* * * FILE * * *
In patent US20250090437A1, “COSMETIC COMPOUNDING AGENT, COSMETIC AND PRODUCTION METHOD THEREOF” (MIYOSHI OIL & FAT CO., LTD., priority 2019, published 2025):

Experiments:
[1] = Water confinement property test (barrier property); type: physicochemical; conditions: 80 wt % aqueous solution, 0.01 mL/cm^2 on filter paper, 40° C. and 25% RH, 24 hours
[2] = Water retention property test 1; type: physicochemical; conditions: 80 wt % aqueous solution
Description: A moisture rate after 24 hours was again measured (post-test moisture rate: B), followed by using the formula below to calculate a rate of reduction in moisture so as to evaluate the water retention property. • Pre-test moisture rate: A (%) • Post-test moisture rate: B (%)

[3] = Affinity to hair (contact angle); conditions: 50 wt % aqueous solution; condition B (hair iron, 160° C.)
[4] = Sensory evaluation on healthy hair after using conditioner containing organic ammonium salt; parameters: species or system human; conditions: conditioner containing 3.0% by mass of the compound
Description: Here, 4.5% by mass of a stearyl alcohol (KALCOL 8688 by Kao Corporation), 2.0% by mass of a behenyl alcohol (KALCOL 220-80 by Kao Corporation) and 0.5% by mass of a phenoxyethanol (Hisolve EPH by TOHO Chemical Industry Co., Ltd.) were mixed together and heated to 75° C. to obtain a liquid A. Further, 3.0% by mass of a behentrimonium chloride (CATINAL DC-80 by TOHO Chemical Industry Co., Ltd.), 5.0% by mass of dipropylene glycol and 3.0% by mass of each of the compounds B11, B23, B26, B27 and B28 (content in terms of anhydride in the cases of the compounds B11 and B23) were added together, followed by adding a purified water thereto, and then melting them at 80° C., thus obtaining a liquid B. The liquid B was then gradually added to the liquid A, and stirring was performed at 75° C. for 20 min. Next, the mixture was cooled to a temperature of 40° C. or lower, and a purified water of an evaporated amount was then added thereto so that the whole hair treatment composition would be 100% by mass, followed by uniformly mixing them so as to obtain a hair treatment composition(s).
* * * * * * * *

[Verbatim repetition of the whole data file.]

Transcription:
In patent US20250090437A1, “COSMETIC COMPOUNDING AGENT, COSMETIC AND PRODUCTION METHOD THEREOF” (MIYOSHI OIL & FAT CO., LTD., priority 2019, published 2025):

Experiments:
[1] = Water confinement property test (barrier property); type: physicochemical; conditions: 80 wt % aqueous solution, 0.01 mL/cm^2 on filter paper, 40° C. and 25% RH, 24 hours
[2] = Water retention property test 1; type: physicochemical; conditions: 80 wt % aqueous solution
Description: A moisture rate after 24 hours was again measured (post-test moisture rate: B), followed by using the formula below to calculate a rate of reduction in moisture so as to evaluate the water retention property. • Pre-test moisture rate: A (%) • Post-test moisture rate: B (%)

[3] = Affinity to hair (contact angle); conditions: 50 wt % aqueous solution; condition B (hair iron, 160° C.)
[4] = Sensory evaluation on healthy hair after using conditioner containing organic ammonium salt; parameters: species or system human; conditions: conditioner containing 3.0% by mass of the compound
Description: Here, 4.5% by mass of a stearyl alcohol (KALCOL 8688 by Kao Corporation), 2.0% by mass of a behenyl alcohol (KALCOL 220-80 by Kao Corporation) and 0.5% by mass of a phenoxyethanol (Hisolve EPH by TOHO Chemical Industry Co., Ltd.) were mixed together and heated to 75° C. to obtain a liquid A. Further, 3.0% by mass of a behentrimonium chloride (CATINAL DC-80 by TOHO Chemical Industry Co., Ltd.), 5.0% by mass of dipropylene glycol and 3.0% by mass of each of the compounds B11, B23, B26, B27 and B28 (content in terms of anhydride in the cases of the compounds B11 and B23) were added together, followed by adding a purified water thereto, and then melting them at 80° C., thus obtaining a liquid B. The liquid B was then gradually added to the liquid A, and stirring was performed at 75° C. for 20 min. Next, the mixture was cooled to a temperature of 40° C. or lower, and a purified water of an evaporated amount was then added thereto so that the whole hair treatment composition would be 100% by mass, followed by uniformly mixing them so as to obtain a hair treatment composition(s).